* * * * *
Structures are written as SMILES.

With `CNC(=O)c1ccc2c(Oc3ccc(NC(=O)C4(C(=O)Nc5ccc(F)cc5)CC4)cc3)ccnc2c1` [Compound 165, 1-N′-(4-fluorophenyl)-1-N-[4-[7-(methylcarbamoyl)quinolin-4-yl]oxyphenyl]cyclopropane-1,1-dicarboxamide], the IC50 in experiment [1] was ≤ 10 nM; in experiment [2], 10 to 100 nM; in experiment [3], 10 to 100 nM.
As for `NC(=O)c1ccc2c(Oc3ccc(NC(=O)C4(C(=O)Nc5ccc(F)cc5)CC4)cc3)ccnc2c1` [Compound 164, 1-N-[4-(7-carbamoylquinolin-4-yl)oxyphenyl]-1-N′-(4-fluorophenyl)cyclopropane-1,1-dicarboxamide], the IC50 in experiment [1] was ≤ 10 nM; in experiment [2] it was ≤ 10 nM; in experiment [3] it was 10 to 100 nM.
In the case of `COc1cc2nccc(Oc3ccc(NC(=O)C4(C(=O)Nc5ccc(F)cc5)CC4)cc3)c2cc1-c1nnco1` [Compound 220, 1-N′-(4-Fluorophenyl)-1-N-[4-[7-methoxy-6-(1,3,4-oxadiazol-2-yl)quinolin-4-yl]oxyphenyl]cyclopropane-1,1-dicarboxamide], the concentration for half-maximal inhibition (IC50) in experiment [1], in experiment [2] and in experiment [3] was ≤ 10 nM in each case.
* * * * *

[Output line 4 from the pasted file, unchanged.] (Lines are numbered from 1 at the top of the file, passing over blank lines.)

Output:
In the case of `COc1cc2nccc(Oc3ccc(NC(=O)C4(C(=O)Nc5ccc(F)cc5)CC4)cc3)c2cc1-c1nnco1` [Compound 220, 1-N′-(4-Fluorophenyl)-1-N-[4-[7-methoxy-6-(1,3,4-oxadiazol-2-yl)quinolin-4-yl]oxyphenyl]cyclopropane-1,1-dicarboxamide], the concentration for half-maximal inhibition (IC50) in experiment [1], in experiment [2] and in experiment [3] was ≤ 10 nM in each case.